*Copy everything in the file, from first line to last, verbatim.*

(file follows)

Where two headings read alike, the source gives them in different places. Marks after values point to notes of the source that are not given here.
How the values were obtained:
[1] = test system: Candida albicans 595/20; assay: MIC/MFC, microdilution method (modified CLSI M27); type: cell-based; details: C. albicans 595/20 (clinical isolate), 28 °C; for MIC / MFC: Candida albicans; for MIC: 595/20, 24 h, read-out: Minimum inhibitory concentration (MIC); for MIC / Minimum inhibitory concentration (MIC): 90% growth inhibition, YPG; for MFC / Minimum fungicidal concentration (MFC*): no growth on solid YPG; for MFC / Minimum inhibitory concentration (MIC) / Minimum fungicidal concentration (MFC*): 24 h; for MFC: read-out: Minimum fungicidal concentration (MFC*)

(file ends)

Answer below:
Where two headings read alike, the source gives them in different places. Marks after values point to notes of the source that are not given here.
How the values were obtained:
[1] = test system: Candida albicans 595/20; assay: MIC/MFC, microdilution method (modified CLSI M27); type: cell-based; details: C. albicans 595/20 (clinical isolate), 28 °C; for MIC / MFC: Candida albicans; for MIC: 595/20, 24 h, read-out: Minimum inhibitory concentration (MIC); for MIC / Minimum inhibitory concentration (MIC): 90% growth inhibition, YPG; for MFC / Minimum fungicidal concentration (MFC*): no growth on solid YPG; for MFC / Minimum inhibitory concentration (MIC) / Minimum fungicidal concentration (MFC*): 24 h; for MFC: read-out: Minimum fungicidal concentration (MFC*)